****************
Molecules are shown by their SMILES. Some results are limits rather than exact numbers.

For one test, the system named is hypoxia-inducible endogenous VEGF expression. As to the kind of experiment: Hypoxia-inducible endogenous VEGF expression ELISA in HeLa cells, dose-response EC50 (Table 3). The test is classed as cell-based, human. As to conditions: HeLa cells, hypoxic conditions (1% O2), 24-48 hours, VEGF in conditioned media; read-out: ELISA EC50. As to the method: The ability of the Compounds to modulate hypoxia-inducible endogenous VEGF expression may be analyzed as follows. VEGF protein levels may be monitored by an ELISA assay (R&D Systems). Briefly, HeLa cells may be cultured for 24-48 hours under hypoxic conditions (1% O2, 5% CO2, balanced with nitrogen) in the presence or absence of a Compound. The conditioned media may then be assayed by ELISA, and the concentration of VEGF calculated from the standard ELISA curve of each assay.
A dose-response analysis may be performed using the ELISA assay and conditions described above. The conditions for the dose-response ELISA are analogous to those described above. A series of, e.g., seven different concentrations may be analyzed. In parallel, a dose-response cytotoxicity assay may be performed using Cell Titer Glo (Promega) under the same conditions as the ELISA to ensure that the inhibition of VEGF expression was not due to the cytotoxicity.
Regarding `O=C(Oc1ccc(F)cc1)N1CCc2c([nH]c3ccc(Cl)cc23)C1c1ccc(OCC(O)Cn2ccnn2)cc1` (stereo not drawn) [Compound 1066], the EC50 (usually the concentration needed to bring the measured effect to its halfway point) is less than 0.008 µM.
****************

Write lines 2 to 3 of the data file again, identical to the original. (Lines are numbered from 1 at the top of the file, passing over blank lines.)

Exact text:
For one test, the system named is hypoxia-inducible endogenous VEGF expression. As to the kind of experiment: Hypoxia-inducible endogenous VEGF expression ELISA in HeLa cells, dose-response EC50 (Table 3). The test is classed as cell-based, human. As to conditions: HeLa cells, hypoxic conditions (1% O2), 24-48 hours, VEGF in conditioned media; read-out: ELISA EC50. As to the method: The ability of the Compounds to modulate hypoxia-inducible endogenous VEGF expression may be analyzed as follows. VEGF protein levels may be monitored by an ELISA assay (R&D Systems). Briefly, HeLa cells may be cultured for 24-48 hours under hypoxic conditions (1% O2, 5% CO2, balanced with nitrogen) in the presence or absence of a Compound. The conditioned media may then be assayed by ELISA, and the concentration of VEGF calculated from the standard ELISA curve of each assay.
A dose-response analysis may be performed using the ELISA assay and conditions described above. The conditions for the dose-response ELISA are analogous to those described above. A series of, e.g., seven different concentrations may be analyzed. In parallel, a dose-response cytotoxicity assay may be performed using Cell Titer Glo (Promega) under the same conditions as the ELISA to ensure that the inhibition of VEGF expression was not due to the cytotoxicity.